“I started running to help find peace with the past and move positively into the future,” she explains. “The event was hard mentally for me, but a beautiful time to slow down and stay focused on one goal without the distractions of daily life. I am grateful for my body for giving me that opportunity.” 

The moments before each mile saw many people thank each other – mostly strangers until a few hours before – for being there and for their support. 

The time between runs saw offers made of blankets, food, water and beds in campervans. It was a community formed overnight, brought together by a love for running and an acceptance that running 105 laps around a track was not a normal thing to do on a Wednesday. 

“It was an experience I’ve never felt before,” another of the runners explains. Jermayne Taylor, 31, started running to keep fit after quitting football, before being inspired to run a marathon after his granddad died from prostate cancer. 

The event really made me dig deep, but more importantly it offered moments of reflection to really be grateful for the people in my life and the life I’m fortunate enough to lead,” he says. “Practicing gratitude is ashamedly something I’m not good at day-to-day whilst being caught in the rat race, so this opportunity really allowed me to take a step back and reflect.”

Using our superpower 

Run Grateful’s ultimate goal is to have every runner in the world run or walk a grateful mile in their lifetime. Whether you’re taking part for 24 hours or 24 minutes – it doesn’t matter.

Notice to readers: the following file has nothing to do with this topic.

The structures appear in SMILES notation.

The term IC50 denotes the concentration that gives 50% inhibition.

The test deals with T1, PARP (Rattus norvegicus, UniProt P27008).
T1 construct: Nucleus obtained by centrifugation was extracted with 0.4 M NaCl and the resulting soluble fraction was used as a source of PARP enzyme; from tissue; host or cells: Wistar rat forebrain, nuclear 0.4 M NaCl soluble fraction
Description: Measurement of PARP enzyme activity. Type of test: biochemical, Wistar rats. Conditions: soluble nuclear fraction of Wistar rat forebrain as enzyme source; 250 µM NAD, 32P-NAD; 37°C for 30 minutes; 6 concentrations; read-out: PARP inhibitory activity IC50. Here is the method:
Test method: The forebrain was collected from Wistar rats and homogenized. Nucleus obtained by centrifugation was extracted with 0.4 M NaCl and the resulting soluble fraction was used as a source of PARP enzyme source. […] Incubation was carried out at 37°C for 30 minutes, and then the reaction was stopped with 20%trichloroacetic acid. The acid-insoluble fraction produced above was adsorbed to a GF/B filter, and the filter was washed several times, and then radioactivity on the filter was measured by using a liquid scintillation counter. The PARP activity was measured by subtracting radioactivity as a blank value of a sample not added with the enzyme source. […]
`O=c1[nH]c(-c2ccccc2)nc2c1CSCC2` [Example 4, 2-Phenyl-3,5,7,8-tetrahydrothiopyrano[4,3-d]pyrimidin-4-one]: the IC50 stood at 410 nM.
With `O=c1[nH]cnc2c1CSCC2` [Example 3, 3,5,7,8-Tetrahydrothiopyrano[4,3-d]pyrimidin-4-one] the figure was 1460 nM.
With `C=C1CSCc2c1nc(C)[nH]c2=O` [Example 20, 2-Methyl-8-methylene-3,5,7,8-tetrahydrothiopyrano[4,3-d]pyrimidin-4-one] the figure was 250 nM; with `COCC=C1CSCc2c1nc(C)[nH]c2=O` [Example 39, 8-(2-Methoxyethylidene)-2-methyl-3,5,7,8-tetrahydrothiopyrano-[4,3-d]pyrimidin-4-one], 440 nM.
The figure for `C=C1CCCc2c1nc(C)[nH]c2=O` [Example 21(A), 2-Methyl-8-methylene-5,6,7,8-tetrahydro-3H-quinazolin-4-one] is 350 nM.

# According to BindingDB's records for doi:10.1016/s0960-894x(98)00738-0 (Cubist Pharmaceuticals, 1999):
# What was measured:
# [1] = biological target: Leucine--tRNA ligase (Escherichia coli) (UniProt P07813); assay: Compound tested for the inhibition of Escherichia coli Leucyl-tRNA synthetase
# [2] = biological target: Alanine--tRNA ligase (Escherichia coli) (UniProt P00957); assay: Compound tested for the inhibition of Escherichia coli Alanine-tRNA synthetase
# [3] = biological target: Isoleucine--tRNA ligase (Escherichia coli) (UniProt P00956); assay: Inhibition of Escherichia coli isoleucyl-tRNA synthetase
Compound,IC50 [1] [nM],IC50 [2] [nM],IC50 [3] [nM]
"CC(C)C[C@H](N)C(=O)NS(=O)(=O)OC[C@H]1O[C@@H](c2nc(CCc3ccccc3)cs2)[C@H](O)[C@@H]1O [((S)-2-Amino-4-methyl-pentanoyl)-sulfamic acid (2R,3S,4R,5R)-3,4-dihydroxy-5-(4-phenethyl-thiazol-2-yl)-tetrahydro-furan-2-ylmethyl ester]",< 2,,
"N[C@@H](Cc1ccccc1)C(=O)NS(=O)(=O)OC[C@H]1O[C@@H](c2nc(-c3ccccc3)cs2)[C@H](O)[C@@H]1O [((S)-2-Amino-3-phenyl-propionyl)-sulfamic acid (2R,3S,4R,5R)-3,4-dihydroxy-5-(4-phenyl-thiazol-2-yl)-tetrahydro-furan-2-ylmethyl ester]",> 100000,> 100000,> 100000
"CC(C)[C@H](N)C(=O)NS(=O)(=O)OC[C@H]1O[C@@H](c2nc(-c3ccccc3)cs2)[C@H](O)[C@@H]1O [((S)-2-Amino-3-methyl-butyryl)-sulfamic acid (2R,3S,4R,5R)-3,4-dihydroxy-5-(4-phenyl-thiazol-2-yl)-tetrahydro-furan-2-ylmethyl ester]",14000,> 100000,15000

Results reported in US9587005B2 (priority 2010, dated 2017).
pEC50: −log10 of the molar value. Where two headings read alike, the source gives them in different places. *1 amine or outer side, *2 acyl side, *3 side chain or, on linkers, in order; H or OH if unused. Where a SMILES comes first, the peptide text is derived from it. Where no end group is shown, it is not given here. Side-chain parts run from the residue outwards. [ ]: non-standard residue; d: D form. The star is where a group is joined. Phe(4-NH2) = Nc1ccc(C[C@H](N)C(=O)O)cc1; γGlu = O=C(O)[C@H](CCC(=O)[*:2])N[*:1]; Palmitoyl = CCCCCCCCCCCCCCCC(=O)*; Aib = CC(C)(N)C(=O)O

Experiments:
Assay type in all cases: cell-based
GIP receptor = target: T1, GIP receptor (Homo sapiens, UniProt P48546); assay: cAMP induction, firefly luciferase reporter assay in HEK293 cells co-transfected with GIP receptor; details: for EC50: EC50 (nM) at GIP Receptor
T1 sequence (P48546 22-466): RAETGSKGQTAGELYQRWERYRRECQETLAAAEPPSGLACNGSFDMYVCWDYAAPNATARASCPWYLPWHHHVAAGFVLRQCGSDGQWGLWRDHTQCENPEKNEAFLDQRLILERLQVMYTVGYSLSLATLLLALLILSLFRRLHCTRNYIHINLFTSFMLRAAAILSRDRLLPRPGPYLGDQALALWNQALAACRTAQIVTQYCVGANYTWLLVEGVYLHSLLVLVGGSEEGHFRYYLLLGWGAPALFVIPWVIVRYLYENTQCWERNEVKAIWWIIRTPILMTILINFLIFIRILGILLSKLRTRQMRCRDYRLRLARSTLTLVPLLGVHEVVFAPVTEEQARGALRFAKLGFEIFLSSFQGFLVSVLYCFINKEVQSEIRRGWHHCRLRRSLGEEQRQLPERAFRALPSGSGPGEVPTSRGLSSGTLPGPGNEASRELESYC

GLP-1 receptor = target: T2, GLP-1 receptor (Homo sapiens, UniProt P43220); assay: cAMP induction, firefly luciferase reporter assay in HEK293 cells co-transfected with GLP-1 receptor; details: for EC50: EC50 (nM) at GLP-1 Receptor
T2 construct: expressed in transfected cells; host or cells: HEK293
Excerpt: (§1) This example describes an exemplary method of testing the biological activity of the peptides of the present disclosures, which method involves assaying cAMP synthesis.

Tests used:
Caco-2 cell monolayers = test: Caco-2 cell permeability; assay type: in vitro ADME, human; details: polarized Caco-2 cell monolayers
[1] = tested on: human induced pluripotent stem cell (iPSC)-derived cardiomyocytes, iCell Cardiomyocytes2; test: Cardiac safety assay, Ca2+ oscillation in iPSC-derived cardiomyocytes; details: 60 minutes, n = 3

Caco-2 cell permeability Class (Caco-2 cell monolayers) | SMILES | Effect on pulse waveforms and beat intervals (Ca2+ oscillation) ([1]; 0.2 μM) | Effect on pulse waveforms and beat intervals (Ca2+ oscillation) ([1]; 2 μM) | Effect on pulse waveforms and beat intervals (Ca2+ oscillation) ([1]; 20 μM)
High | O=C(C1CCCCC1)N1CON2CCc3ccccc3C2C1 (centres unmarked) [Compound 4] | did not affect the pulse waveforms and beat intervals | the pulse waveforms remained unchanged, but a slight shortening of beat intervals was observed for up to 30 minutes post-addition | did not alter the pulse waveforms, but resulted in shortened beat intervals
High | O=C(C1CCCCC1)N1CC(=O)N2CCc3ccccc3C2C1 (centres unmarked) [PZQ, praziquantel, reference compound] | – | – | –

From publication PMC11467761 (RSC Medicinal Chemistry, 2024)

“Not everyone can run or walk,” Mark says. “So, how can we use this as a superpower? Moving with gratitude is something you can do at any time – whether that’s once a week or within a training run, it doesn’t need to be extreme.”

This mile can be done at any time during your day, fitting around your schedule. But before you set off, you should think of a person or thing you are grateful for. 

Mark started by looking around himself and saying out loud the things he could see (“lamppost, fox, car”). “I started to be mindful and that would help to bring me back to the moment,” he says. “If there was something going on in my life, I also used to create a positive mantra and then just say it over and over in my mind.” To help support you, the team has developed an app, which means you can dedicate miles and spread the word to friends and colleagues.

Supporting the community 

Based in Hackney, the team also wants to work with the local community, developing worksheets and a framework for how they could get 10 and 11-year-olds thinking about movement and gratitude. 

With thanks to the London Marathon team, they used these materials to work with primary schools across Tower Hamlets for a week last year, inviting more than 1,200 Year 5 and 6 pupils to “rise with gratitude”. They helped to support classes with 15 minutes of gratitude per day and “at the end of the week, we invited them all to do a grateful mile, whether that was walking or running it, dedicating that mile to something or someone they were grateful for. 

“It’s an area where Run Grateful is looking to grow, with a desire to spread awareness of the concept amongst all age groups. “We want to grow in scale and accelerate once we get the right partners in place,” Mark explains. He’s already thinking about delivering the worksheets in different languages – and has plans for a 24-hour event in a different country “so we can immerse ourselves in other realities, points of view and learn how others immerse themselves in gratitude”. Plus, there may even be an advent surprise on the cards. 

Find out more about Run Grateful on Instagram or their website. You can download the app here